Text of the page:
The Department of Internal Affairs

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Local Government in New Zealand - Local Councils


How a council can structure itself

Each council makes its own decisions about how it will structure or organise itself to work for and on behalf of its community.

What does the council itself have to decide?

Activities that can only be decided by the full council, include–

Councils can make other decisions either as a full council, or by delegating some matters to a committee of the council, a community board, or a council organisation.

The Local Government Act 2002 sets out how a council can delegate decision-making, but specifies the council is always responsible for the delegated decision. Councils can also set up council organisations to do things on its behalf.


Councils can set up committees (usually a standing committee appointed for the term of the council), sub-committees and other decision-making bodies that it considers appropriate. They can also set up joint committees with other councils or public boards (such as district health boards).

A committee must have at least three members, and a sub-committee must have at least two members. Committees and sub-committees must have at least one member who is a councillor. People who are not members of the council may be appointed to a committee or sub-committee if they have a special skill or knowledge that will assist its work.

Community Boards

Many territorial authorities have community boards to help represent and advise councils on community views. They sometimes carry out delegated council service delivery or regulatory responsibilities. (Regional councils do not have community boards.)

Delegated responsibilities may include traffic management decisions (e.g. the installation of roundabouts), hearing applications for sale of liquor licences, making Resource Management Act submissions on behalf of the council, and setting aside land for reserves or parks. A community board cannot be delegated the powers to make a bylaw or a rate.

Community Boards are unincorporated bodies, directly funded by the council. They cannot employ staff but are provided with administrative facilities and advice by the council.

Elected at the same time as the council, a community board usually consists of five or six members (often including one or more councillors).

Council Organisations, Council Controlled Organisations and Council Controlled Trading Organisations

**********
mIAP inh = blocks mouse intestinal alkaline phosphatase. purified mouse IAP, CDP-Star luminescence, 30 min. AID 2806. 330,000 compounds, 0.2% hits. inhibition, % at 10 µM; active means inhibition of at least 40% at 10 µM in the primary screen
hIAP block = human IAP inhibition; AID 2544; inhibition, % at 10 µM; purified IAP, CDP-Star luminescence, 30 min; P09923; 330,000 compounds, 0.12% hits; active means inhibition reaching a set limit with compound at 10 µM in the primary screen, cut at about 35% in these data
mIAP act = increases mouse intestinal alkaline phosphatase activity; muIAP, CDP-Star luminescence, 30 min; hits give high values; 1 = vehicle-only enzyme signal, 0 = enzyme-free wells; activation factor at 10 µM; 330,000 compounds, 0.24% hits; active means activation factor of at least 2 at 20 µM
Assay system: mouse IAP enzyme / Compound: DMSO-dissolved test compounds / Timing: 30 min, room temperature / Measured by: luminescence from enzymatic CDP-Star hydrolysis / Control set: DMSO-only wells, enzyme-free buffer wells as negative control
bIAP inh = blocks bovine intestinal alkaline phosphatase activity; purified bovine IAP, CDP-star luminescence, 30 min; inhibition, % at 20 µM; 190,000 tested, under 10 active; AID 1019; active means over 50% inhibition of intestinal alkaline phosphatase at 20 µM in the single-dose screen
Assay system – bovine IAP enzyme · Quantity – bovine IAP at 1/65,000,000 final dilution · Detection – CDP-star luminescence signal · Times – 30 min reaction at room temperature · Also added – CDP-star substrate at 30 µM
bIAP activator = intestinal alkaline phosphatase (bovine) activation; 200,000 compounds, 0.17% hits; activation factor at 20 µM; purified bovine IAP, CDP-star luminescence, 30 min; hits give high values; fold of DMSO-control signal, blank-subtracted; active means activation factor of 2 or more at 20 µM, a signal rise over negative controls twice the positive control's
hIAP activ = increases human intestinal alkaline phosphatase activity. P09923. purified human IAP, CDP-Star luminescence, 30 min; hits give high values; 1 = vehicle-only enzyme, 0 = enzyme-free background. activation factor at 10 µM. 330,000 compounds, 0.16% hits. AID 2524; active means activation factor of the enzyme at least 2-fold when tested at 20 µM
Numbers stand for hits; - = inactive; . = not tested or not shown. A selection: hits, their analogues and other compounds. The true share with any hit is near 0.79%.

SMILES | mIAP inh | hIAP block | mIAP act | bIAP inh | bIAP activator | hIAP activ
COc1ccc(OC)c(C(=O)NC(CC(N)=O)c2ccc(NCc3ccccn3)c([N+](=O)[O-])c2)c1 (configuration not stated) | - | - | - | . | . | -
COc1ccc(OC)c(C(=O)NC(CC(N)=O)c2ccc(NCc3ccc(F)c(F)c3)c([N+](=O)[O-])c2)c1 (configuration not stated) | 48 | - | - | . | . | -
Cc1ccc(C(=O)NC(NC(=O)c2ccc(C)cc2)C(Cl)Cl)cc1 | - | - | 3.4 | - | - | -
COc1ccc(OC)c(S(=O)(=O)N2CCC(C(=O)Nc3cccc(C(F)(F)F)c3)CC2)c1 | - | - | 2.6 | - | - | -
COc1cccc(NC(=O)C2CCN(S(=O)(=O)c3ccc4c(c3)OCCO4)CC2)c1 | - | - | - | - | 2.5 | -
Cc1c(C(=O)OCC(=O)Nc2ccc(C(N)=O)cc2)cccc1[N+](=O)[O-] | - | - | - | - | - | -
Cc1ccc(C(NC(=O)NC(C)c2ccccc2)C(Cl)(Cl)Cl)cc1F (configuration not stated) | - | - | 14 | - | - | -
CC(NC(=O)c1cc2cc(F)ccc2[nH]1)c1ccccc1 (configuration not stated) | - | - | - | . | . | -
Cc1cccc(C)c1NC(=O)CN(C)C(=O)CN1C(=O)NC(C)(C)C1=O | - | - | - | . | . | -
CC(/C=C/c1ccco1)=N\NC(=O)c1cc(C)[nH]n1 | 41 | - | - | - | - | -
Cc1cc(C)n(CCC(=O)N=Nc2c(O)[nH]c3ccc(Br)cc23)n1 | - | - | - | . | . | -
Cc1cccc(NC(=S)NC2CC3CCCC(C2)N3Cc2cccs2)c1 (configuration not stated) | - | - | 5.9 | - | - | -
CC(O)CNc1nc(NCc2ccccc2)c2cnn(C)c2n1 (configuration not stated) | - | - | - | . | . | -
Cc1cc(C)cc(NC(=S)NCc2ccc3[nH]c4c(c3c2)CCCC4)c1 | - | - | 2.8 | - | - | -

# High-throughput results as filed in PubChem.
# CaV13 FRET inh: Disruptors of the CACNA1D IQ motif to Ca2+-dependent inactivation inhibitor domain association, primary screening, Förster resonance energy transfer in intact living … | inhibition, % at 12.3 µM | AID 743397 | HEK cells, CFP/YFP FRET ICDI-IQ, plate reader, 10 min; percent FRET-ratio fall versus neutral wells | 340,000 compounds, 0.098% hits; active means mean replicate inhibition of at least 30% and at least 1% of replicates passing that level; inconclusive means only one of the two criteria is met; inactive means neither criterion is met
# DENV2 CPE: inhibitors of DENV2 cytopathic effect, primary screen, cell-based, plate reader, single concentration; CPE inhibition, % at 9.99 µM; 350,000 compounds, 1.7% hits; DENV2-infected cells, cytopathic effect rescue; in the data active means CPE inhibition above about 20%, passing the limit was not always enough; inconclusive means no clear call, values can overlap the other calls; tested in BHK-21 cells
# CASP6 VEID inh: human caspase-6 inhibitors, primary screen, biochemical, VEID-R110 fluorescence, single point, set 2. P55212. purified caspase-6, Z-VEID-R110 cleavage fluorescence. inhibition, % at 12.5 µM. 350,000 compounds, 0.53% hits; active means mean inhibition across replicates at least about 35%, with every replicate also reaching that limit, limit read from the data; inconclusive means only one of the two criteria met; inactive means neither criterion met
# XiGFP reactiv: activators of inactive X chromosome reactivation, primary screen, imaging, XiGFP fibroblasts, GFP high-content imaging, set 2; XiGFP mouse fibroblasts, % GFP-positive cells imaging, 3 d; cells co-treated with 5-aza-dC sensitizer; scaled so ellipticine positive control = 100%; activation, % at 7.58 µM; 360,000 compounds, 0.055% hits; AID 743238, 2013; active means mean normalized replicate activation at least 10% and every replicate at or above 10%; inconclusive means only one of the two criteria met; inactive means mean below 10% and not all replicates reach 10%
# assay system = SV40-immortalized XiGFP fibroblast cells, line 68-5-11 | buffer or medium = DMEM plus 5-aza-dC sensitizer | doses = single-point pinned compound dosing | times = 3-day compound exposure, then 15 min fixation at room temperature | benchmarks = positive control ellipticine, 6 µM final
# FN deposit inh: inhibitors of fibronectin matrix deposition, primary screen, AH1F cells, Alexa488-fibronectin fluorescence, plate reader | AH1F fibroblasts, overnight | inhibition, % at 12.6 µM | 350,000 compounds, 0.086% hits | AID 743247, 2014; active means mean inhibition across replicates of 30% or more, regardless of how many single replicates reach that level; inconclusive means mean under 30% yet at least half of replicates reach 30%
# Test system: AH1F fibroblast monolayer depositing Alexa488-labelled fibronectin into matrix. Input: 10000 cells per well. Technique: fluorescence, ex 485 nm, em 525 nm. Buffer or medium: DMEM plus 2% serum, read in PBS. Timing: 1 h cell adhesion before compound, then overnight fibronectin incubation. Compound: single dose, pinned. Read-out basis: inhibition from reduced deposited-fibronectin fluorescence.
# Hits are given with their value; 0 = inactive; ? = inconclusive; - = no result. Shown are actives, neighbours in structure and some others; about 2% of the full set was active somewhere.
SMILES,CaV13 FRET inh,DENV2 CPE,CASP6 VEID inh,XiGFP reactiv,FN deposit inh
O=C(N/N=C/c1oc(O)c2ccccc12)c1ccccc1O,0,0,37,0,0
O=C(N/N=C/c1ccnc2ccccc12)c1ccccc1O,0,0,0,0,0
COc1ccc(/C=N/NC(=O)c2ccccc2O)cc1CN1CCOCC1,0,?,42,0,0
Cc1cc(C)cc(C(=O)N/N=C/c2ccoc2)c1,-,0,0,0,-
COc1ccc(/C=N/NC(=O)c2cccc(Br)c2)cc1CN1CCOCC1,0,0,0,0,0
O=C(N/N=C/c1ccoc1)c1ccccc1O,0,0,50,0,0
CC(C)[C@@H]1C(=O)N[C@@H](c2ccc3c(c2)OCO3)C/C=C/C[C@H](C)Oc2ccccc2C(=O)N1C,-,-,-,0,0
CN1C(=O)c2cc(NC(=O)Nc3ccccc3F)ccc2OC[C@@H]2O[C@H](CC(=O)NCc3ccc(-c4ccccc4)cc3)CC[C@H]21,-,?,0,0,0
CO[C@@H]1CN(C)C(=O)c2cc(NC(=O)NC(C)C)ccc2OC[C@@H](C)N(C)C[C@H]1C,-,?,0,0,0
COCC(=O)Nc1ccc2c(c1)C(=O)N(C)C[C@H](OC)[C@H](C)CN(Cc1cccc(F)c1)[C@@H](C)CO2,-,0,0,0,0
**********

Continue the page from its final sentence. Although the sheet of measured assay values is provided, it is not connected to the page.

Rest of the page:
Councils can set up organisations to undertake particular activities on their behalf or to acquire voting interests in an organisation outside the council. Councils can also appoint a director or trustee to an outside organisation. These may include companies, partnerships, trusts, an arrangement for sharing profits, unions of interest, cooperative, joint venture or similar arrangement. Different reporting rules may apply depending on the trading nature of the organisation (a council controlled trading organisation operates with the purpose of making a profit) and the level of council ownership (a council-controlled organisation is 50% or more owned by a council, either solely or with other councils).

  Council Organisation (CO) Council-controlled Organisation (CCO)
The organisation must:  
  • Prepare a statement of intent
  • Comply with Parts 1-6 of the Local Government Official Information and Meetings Act
  • Prepare half-yearly and annual reports
The council must:
  • Have a policy on appointment and remuneration of directors
  • Monitor the performance of COs
  • Have a policy on appointment and remuneration of directors
  • Monitor the performance of CCOs
  • Disclose information in long-term council community plan, annual plan and annual report

In addition to the reporting requirements above, councils use the special consultation procedure if they intend establishing a new council-controlled organisation (whether or not it is a council-controlled trading organisation) or acquiring shares in an existing council-controlled organisation.

Related Link: Office of the Controller and Auditor-General 2001, Local Authority Governance of Subsidiary Organisations